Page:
Heat | LeBron James

Don’t be surprised if San Antonio Spurs force LeBron James to take jump shots again

Miami Heat forward LeBron James shoots over San Antonio forward Kawhi Leonard during the fourth quarter of Game 7 in the NBA Finals between the Miami Heat and the San Antonio Spurs at the AmericanAirlines Arena in Miami on Thursday, June 20, 2013.
Miami Heat forward LeBron James shoots over San Antonio forward Kawhi Leonard during the fourth quarter of Game 7 in the NBA Finals between the Miami Heat and the San Antonio Spurs at the AmericanAirlines Arena in Miami on Thursday, June 20, 2013.
David Santiago / El Nuevo Staff
WEB VOTE Which Miami Heat role player will likely have the biggest impact in the NBA Finals?


No team except the Chicago Bulls held LeBron James to a lower scoring average (18.5) and field-goal percentage (42.4) than the San Antonio Spurs did this season.

And though he eventually broke through to average 25.3 points and win series MVP in last year’s Finals, the Spurs held him to 44.7 percent shooting, his second-lowest in a playoff series as a member of the Heat. James shot 38.9 percent in the first three games, 47.9 in the final four, when he started making the jump shots that the Spurs were daring him to take.

The Heat will not be surprised if the Spurs try a similar approach in these Finals. But as Heat coach Erik Spoelstra said Wednesday, “He has a great way of figuring it out. It it’s making open shots, there are a lot worse problems you can have.”

Though James ultimately prevailed in last year’s Finals, two Spurs defenders made it difficult on him: Kawhi Leonard, who was voted second-team All-Defense this year, and Boris Diaw, against whom James shot 3 for 21 in last year’s Finals, according to ESPN.

“Kawhi has done a great job last year in the Finals and this year in the games using his length and staying front of [James],” Spurs forward Tim Duncan said. “Physically, LeBron’s just a monster. We’ve got to make his life as difficult as possible, keep him out of the open court, keep him away from the rim, make him work for everything he gets.”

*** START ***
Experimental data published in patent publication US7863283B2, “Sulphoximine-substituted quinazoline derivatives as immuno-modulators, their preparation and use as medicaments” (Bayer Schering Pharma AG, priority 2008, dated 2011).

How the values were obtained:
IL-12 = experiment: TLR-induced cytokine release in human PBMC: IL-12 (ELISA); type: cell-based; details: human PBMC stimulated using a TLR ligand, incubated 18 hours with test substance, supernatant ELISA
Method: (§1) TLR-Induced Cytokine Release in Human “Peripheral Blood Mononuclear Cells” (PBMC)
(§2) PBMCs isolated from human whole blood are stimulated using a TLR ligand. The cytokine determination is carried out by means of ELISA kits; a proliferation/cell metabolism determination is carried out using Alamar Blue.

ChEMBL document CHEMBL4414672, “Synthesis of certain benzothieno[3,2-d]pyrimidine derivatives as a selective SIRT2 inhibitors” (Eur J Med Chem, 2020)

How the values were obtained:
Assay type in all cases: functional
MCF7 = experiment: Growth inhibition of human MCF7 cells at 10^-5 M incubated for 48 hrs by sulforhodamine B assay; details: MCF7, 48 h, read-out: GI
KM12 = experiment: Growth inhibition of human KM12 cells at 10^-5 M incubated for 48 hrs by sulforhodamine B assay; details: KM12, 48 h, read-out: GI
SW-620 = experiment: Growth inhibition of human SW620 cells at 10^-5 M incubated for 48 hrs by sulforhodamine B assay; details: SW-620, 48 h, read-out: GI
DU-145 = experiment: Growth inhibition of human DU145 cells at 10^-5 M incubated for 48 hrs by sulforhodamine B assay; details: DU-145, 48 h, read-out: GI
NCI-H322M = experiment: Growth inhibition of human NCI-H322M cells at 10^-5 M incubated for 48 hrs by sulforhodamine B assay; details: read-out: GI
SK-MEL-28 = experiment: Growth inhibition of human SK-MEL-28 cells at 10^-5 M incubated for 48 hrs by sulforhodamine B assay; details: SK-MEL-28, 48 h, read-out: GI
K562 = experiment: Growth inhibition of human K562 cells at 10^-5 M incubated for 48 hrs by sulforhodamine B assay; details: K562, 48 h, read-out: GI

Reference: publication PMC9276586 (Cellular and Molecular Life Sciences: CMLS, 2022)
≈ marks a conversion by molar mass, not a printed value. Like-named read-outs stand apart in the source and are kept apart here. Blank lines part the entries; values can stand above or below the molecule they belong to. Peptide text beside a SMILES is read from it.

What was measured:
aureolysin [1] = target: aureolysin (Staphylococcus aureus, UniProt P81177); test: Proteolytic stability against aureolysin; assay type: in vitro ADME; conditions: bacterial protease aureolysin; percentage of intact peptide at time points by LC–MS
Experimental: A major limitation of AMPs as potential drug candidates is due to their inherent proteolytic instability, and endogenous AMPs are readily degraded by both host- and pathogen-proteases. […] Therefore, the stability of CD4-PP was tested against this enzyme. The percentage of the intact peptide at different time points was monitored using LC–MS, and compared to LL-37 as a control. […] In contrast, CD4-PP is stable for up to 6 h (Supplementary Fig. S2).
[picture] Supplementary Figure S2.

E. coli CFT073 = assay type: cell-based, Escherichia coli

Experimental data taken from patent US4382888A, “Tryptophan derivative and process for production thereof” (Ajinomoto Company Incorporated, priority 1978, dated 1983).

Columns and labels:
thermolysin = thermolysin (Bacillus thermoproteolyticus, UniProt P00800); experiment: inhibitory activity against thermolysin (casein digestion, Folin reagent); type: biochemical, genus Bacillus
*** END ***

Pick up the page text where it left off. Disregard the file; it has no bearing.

Leonard said Wednesday that even with “knowing his tendencies, it’s still going to be hard to stop him.”

ABC’s Jeff Van Gundy said off the air Wednesday that the James/Leonard matchup is “the best part of this series. … We don’t know where Leonard is going to reach. You look at his demeanor, improving skill set. He has a chance to be very, very good.”

Diaw on Wednesday took no credit for his defensive work on James in last year’s Finals, noting “he missed shots on his own.”

As for James, he addressed several topics during an introspective session with reporters on Wednesday:

• He said he is putting “no pressure” on himself in these Finals.

“I don’t really care what people say about me or how people categorize my so-called legacy or the way they think I should be,” he said.

“… I play for my teammates, our team, the city of Miami, my friends and family, and I gave it all for that. At the end of the day, win, lose or draw, I’m satisfied with that. I don’t get involved in what people say about me and my legacy. I think it’s actually kind of stupid.”

• He was flattered by Pacers coach Frank Vogel calling him the Michael Jordan of this era. “Michael Jordan is the greatest player to ever play our game. So to be in the same breath as Michael Jordan is very humbling.”

• He said after the Heat lost the 2011 Finals, he spoke with Jerry West and Isiah Thomas “and asked them questions about what it took to get over the hump. They gave me some great pointers that I like to keep in my Rolodex until I decide to write a book when I’m done. Those guys were very helpful.”

• On how much he has changed since those 2011 Finals: “More than a player, I grew as a man. I have a beautiful family. I’m a father to two. I grew more as a man, and I think that’s what helped my game.”

• He said he has “changed my game since I got to Miami in that I was probably 75 to 85 percent pick-and-rolls in Cleveland, and after that, it was isolation. Now I would say I’m 40 percent postups, 40 percent pick-and-rolls and not even as much isos.”

• He said he expects to tinker with his game further as he ages. “Me high flying and doing the things that I’m able to do now at 29, at 36 maybe I wouldn’t be able to do it. I will change my game again, if I want to continue to be helpful to a team.”

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